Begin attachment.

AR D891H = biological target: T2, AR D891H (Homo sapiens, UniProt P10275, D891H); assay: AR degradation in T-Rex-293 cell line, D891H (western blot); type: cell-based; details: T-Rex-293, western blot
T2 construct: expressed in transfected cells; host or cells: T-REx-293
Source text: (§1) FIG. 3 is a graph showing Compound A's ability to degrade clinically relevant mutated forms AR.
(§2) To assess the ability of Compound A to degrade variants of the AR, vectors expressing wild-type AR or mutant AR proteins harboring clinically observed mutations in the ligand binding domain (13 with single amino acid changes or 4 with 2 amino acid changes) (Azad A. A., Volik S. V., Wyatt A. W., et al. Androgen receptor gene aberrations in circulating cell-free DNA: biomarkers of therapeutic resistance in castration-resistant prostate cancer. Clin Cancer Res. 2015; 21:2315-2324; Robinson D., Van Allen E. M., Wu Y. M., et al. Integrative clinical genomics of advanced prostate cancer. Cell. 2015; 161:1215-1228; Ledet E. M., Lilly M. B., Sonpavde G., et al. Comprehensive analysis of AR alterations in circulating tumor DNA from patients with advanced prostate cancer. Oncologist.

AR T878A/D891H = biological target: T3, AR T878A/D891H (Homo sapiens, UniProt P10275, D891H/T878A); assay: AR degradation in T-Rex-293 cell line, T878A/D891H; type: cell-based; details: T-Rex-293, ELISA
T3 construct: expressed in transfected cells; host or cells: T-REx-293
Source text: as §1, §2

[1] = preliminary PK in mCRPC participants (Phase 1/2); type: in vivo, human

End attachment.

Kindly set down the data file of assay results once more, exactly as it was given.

AR D891H = biological target: T2, AR D891H (Homo sapiens, UniProt P10275, D891H); assay: AR degradation in T-Rex-293 cell line, D891H (western blot); type: cell-based; details: T-Rex-293, western blot
T2 construct: expressed in transfected cells; host or cells: T-REx-293
Source text: (§1) FIG. 3 is a graph showing Compound A's ability to degrade clinically relevant mutated forms AR.
(§2) To assess the ability of Compound A to degrade variants of the AR, vectors expressing wild-type AR or mutant AR proteins harboring clinically observed mutations in the ligand binding domain (13 with single amino acid changes or 4 with 2 amino acid changes) (Azad A. A., Volik S. V., Wyatt A. W., et al. Androgen receptor gene aberrations in circulating cell-free DNA: biomarkers of therapeutic resistance in castration-resistant prostate cancer. Clin Cancer Res. 2015; 21:2315-2324; Robinson D., Van Allen E. M., Wu Y. M., et al. Integrative clinical genomics of advanced prostate cancer. Cell. 2015; 161:1215-1228; Ledet E. M., Lilly M. B., Sonpavde G., et al. Comprehensive analysis of AR alterations in circulating tumor DNA from patients with advanced prostate cancer. Oncologist.

AR T878A/D891H = biological target: T3, AR T878A/D891H (Homo sapiens, UniProt P10275, D891H/T878A); assay: AR degradation in T-Rex-293 cell line, T878A/D891H; type: cell-based; details: T-Rex-293, ELISA
T3 construct: expressed in transfected cells; host or cells: T-REx-293
Source text: as §1, §2

[1] = preliminary PK in mCRPC participants (Phase 1/2); type: in vivo, human